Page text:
Starting July 1 Canada’s Anti-Spam Legislation went into effect.  CASL, as it is affectionately know, aims to stop the spread of spam in the online world.  It is a complex piece of legislation and even if you think it’s unfair, it’s crucial to have an understanding to protect yourself and your organization from potential litigation.  This article is intended to be a review and also provide tips of action moving forward.
What’s CASL?
CASL’s impact is far reaching and will change the way electronic messages are sent all across the country.  Specifically, the legislation is concerned with Commercial Electronic Messages (CEMs) that are sent to or from Canada.  CEMs include texts, emails, and social media messages (not posts).

In a nutshell, any electronic message content that could be considered commercial, promotional, or marketing, has a link to a website, or has a signature block referring to your organization is a Commercial Electronic Message.  In order to send CEMs you must adhere to these three requirements:
  • Consent from the recipient (opt-in rather than opt out)
  • Information requirements (clearly identify the sender's contact information and inform the recipient of the right to unsubscribe)
  • Unsubscribe mechanism (must clear and occur within 10 days of request)
How do I survive in this anti-spam world?
Now, I know what you are thinking: I missed the cut off; CASL is in effect and I cannot send emails to my contacts asking for consent (because that would be considered spam). Well, that’s not exactly true. There is currently a 36-month transitional period, starting July 1, 2014, which allows you to continue to communicate with people with whom you have had an existing relationship. This means if your relationship previously included the exchange of CEMs and they haven’t told you to stop, you can continue to send them messages. Over this 36-month transitional period however, it is your duty to obtain their expressed consent for the future and record it on file.  Implied consent is only good for the three-year transitional period.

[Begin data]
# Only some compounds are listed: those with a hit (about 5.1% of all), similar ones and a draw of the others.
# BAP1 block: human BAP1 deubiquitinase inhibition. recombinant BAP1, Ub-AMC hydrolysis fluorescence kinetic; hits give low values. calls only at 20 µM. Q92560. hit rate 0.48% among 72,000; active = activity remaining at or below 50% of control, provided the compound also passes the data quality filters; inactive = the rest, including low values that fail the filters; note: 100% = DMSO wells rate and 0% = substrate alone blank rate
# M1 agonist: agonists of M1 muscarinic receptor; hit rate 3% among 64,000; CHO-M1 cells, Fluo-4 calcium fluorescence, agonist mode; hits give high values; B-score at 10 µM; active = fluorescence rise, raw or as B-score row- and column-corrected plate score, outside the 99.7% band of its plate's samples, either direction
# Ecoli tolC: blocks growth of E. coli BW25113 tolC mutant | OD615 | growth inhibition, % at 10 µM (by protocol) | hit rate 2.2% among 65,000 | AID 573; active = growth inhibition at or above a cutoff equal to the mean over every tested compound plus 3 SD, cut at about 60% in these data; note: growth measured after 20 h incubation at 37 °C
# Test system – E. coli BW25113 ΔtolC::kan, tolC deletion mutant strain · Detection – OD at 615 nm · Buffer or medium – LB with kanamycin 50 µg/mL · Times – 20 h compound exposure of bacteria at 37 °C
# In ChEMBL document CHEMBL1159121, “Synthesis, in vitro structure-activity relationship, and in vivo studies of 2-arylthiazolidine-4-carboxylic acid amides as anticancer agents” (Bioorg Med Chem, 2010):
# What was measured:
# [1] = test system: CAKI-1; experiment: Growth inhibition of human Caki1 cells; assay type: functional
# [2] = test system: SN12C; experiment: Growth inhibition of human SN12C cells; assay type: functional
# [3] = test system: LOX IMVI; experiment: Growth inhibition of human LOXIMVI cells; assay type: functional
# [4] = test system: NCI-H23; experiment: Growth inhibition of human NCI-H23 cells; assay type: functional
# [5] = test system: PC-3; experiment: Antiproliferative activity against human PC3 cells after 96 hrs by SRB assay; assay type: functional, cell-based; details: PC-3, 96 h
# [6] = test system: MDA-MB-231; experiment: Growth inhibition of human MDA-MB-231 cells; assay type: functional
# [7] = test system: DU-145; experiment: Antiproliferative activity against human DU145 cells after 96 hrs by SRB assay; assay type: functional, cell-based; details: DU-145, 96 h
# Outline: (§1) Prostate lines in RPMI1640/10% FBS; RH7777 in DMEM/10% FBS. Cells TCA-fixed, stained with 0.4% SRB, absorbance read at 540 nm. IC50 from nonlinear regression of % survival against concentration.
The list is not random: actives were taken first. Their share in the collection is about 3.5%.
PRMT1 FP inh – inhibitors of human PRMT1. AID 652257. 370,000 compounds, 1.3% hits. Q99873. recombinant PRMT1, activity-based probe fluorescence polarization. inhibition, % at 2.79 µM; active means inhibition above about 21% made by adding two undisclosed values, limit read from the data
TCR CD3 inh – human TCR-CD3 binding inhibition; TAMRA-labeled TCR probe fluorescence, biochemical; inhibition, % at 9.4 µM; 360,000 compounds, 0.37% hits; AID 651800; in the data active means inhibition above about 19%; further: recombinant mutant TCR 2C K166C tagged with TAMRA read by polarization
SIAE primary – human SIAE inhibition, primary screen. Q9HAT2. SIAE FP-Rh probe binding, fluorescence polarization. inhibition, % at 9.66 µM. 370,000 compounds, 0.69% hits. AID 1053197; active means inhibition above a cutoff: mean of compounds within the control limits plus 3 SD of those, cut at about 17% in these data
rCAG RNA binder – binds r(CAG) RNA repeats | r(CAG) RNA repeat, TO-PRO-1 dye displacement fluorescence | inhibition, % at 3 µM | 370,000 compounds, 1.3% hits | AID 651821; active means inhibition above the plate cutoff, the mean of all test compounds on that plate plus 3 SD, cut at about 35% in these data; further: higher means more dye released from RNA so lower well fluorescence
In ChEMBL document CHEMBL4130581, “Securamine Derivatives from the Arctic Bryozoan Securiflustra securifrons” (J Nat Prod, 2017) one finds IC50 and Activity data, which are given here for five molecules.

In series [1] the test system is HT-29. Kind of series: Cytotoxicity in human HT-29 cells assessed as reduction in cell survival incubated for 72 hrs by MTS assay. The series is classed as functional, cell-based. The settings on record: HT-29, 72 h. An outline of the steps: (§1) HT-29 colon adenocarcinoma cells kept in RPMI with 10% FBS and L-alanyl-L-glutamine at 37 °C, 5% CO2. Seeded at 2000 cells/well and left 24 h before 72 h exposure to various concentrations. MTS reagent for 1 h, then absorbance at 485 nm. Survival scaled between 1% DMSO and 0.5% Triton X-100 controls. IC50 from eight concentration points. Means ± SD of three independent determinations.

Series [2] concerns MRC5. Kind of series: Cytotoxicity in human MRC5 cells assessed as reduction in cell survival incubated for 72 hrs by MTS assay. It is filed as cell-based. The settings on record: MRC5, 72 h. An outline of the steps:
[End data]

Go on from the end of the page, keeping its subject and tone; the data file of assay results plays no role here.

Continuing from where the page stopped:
Above all, CASL still applies to all new contacts you may reach out to or those that want to reach out to you. In any case, we have compiled a few tips to ensure you can continue to operate just as you always have.  The tips are:
  • Post your email address on your website; this is considered implied consent and allows organizations to contact you without having to obtain consent.
  • Add a link to your email signature block or on your website that allows existing clients and/or prospective clients to sign up for electronic communications. As a reminder, the transition period is only 36 months; it is better to get them on the list while the issue is fresh in their mind.
Just to wrap up – CASL applies to everyone including individuals, not-for-profits, and corporations; anyone who sends messages for commercial purposes.  Just because you are not a spammer, does not mean the law doesn’t apply to you. It applies to any content that could be considered commercial.  Make sure you have a good understanding of CASL for the future.
This article is by no means a comprehensive resource for understanding Canada’s Anti-Spam Legislation. For more information, please visit the following websites:
Canada’s Law on Spam and other Electronic Threats: Government of Canada
Canada’s Anti-Spam Legislation
Anti-Spam (CASL) Miller Thomson
Interesting Infograpics: Your Crash Course On Canada’s Anti-Spam Legislation
Implied vs. Expressed Consent (1)
Implied vs. Expressed Consent (2)


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